# Units problem

1. Feb 1, 2015

### kostantina

1. The problem statement, all variables and given/known data

So I am calculating torque and power for a disk of radius 0.5 m that is subjected to a force of 50 N at its periphery and is rotating at angular velocity of 100 rad/s. Find torque and power.

2. Relevant equations

Torque= radius x Force = 0.5m *50N = 25Nm

Power= dW/dt= F*w(omega)= 25Nm * 100 rad/sec .... WHy the solutions book has an answer 2500 Nm/s. Why did they ignore the radians. I was thinking to convert the radians into meters or something like that. What am I not understanding here?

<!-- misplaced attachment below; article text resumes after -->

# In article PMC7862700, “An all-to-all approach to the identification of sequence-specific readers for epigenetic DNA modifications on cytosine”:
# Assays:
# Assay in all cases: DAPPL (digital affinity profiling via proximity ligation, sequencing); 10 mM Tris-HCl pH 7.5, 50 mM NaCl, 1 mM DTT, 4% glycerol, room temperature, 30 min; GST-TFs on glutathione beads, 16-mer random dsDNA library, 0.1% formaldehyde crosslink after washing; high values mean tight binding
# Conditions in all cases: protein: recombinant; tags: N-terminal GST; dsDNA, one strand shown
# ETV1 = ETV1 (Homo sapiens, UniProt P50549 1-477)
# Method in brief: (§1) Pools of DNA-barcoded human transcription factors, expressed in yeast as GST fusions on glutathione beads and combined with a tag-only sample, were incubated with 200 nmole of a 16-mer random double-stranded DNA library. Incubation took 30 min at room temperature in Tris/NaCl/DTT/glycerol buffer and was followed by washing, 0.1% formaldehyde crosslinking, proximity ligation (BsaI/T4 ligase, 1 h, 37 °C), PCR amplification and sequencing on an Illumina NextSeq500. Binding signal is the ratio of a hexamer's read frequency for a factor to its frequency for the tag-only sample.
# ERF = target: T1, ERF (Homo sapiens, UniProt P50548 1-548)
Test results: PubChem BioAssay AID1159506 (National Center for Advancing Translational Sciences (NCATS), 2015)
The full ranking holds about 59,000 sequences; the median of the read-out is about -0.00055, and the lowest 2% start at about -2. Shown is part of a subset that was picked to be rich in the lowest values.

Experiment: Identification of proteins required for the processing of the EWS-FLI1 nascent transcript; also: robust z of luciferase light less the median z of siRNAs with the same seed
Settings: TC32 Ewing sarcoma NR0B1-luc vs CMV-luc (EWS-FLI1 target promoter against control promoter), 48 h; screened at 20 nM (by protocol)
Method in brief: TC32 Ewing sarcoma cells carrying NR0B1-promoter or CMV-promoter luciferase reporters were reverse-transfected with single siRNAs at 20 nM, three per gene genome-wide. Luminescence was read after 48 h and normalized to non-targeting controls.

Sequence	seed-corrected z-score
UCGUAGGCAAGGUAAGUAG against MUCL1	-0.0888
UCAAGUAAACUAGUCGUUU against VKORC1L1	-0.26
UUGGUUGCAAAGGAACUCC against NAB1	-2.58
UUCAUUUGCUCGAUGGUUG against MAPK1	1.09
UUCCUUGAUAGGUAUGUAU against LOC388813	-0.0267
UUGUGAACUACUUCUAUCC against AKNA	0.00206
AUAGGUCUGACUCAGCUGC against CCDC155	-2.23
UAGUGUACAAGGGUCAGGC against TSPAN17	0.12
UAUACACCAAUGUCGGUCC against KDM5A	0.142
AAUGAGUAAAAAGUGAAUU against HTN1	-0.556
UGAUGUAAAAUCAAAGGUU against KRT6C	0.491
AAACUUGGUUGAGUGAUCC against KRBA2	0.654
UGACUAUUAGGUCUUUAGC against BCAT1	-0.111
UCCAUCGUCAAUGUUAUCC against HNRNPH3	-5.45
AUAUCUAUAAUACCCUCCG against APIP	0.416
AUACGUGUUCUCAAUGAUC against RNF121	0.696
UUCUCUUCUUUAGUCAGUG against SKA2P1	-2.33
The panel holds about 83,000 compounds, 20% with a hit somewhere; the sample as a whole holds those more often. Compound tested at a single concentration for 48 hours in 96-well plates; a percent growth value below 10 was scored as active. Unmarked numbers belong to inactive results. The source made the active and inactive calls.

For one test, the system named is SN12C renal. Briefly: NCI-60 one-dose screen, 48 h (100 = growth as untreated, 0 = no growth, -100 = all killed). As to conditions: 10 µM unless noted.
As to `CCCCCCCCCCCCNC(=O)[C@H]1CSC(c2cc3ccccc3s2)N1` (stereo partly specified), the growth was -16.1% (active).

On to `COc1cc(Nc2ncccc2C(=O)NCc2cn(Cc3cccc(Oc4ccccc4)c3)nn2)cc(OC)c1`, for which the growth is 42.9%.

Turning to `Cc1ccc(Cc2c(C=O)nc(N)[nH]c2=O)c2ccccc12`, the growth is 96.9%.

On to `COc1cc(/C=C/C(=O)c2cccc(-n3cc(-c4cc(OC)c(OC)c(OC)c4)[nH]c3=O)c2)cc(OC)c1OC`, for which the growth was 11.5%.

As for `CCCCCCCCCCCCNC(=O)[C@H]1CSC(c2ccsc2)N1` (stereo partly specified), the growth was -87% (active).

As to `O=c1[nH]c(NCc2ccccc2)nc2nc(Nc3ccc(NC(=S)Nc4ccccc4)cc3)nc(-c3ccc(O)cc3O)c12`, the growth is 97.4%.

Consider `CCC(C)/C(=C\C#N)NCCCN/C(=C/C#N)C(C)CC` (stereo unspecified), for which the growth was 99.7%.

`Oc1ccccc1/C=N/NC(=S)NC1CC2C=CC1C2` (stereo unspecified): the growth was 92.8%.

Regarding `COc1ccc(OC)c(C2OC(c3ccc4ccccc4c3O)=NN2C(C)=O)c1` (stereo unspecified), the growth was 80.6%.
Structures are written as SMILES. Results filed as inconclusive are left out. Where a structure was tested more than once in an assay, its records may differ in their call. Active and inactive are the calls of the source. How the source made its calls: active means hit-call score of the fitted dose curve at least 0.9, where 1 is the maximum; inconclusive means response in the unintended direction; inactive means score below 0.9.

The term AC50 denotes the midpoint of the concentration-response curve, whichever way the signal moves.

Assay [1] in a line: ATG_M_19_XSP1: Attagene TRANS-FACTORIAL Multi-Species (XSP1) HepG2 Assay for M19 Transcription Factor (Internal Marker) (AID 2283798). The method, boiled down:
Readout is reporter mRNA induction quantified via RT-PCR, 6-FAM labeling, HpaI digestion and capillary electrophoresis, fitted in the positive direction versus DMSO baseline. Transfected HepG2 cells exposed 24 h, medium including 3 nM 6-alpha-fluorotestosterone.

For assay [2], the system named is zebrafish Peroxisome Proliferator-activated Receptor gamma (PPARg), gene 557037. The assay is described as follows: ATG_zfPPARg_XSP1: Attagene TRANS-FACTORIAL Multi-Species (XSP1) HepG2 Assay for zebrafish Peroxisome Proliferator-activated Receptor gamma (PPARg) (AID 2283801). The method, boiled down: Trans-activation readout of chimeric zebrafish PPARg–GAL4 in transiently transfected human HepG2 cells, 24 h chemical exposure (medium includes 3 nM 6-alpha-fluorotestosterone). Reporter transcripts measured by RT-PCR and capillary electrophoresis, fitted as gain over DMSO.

2. Feb 1, 2015

### Staff: Mentor

Radians are a sort of "unitless" unit. They arise out of ratios of like units, such as the ratio of the circumference of a circle to its radius (with suitable unitless constants involved). So when they get mixed up with "real" units they have a tendency to disappear. So, rad*m = m, rad*kg = kg, and so on.

3. Feb 1, 2015

### kostantina

Thank you for the response. It makes sense now. Will do further research on this to make sure I understand.